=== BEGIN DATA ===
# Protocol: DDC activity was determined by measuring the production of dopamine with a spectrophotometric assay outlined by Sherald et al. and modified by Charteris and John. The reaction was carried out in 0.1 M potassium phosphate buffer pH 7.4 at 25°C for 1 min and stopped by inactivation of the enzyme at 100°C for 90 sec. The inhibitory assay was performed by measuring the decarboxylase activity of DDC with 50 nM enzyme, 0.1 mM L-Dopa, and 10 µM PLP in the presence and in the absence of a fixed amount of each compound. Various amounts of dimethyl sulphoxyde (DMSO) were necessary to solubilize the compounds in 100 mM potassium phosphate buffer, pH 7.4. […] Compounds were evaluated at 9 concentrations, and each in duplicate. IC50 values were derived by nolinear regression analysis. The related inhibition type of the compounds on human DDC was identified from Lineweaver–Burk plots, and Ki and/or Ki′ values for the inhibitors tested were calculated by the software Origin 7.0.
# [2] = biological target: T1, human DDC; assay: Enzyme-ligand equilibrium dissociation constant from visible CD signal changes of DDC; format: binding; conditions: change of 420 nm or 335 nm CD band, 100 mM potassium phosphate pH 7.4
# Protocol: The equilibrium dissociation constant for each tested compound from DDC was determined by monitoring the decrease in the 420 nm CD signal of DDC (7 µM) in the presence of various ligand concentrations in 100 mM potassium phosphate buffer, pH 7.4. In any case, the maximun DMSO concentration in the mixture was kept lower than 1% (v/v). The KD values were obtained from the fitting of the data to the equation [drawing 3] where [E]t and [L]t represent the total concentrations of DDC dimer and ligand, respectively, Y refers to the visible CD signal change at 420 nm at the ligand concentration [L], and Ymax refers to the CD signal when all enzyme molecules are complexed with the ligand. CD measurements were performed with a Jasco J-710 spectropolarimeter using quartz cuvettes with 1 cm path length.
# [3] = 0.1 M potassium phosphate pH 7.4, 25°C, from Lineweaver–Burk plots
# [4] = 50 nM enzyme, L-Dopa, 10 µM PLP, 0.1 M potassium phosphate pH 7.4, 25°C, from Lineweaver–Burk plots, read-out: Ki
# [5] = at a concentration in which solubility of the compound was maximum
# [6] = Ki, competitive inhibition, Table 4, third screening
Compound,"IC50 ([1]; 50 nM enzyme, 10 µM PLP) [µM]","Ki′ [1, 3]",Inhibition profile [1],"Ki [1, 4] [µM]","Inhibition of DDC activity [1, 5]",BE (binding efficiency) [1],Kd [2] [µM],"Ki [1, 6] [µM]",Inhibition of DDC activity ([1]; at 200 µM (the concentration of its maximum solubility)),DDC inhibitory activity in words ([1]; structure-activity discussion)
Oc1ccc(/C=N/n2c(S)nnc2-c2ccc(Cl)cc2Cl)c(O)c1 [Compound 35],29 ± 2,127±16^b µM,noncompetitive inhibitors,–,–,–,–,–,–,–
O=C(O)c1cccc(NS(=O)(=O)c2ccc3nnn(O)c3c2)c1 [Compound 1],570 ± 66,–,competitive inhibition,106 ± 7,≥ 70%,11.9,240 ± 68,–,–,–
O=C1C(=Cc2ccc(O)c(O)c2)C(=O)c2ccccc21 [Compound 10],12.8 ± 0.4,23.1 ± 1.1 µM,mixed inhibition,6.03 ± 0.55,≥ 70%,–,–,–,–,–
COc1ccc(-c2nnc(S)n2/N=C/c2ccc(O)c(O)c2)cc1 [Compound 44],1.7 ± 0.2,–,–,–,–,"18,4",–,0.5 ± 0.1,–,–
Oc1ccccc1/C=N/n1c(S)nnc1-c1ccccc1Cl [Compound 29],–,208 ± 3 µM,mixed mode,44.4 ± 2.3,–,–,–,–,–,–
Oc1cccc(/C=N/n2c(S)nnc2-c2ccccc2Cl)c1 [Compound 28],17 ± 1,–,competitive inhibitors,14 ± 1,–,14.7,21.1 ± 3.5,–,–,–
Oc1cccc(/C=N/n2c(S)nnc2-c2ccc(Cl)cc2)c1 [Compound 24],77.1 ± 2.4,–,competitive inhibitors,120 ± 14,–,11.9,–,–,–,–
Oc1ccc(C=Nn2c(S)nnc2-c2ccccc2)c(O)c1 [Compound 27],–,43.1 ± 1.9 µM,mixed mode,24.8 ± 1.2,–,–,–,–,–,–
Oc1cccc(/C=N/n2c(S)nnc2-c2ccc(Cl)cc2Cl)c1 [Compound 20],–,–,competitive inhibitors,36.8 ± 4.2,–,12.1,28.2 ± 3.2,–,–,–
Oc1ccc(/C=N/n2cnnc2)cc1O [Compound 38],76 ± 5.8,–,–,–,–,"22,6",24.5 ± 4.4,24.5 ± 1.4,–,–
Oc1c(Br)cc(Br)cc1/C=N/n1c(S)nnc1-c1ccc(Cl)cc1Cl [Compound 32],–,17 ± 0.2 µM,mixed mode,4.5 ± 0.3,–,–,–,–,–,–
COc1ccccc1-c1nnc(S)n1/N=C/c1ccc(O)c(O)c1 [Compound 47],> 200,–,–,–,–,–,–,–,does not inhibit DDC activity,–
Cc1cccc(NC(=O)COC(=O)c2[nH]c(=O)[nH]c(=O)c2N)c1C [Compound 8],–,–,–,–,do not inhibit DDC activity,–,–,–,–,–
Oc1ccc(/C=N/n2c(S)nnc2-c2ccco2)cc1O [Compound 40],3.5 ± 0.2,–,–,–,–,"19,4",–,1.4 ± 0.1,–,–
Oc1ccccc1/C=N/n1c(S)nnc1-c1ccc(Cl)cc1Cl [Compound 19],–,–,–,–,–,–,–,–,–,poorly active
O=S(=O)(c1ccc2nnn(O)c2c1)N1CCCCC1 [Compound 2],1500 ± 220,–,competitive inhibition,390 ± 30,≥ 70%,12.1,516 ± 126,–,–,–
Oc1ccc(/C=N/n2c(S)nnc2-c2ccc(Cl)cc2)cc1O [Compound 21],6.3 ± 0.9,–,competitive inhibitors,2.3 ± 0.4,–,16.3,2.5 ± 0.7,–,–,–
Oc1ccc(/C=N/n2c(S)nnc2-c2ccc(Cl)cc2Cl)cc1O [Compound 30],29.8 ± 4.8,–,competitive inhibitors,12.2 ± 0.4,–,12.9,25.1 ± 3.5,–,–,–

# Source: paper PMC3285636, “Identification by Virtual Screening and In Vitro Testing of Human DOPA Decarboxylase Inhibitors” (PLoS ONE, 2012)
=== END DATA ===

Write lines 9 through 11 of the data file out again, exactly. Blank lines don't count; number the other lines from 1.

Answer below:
Oc1ccc(/C=N/n2c(S)nnc2-c2ccc(Cl)cc2Cl)c(O)c1 [Compound 35],29 ± 2,127±16^b µM,noncompetitive inhibitors,–,–,–,–,–,–,–
O=C(O)c1cccc(NS(=O)(=O)c2ccc3nnn(O)c3c2)c1 [Compound 1],570 ± 66,–,competitive inhibition,106 ± 7,≥ 70%,11.9,240 ± 68,–,–,–
O=C1C(=Cc2ccc(O)c(O)c2)C(=O)c2ccccc21 [Compound 10],12.8 ± 0.4,23.1 ± 1.1 µM,mixed inhibition,6.03 ± 0.55,≥ 70%,–,–,–,–,–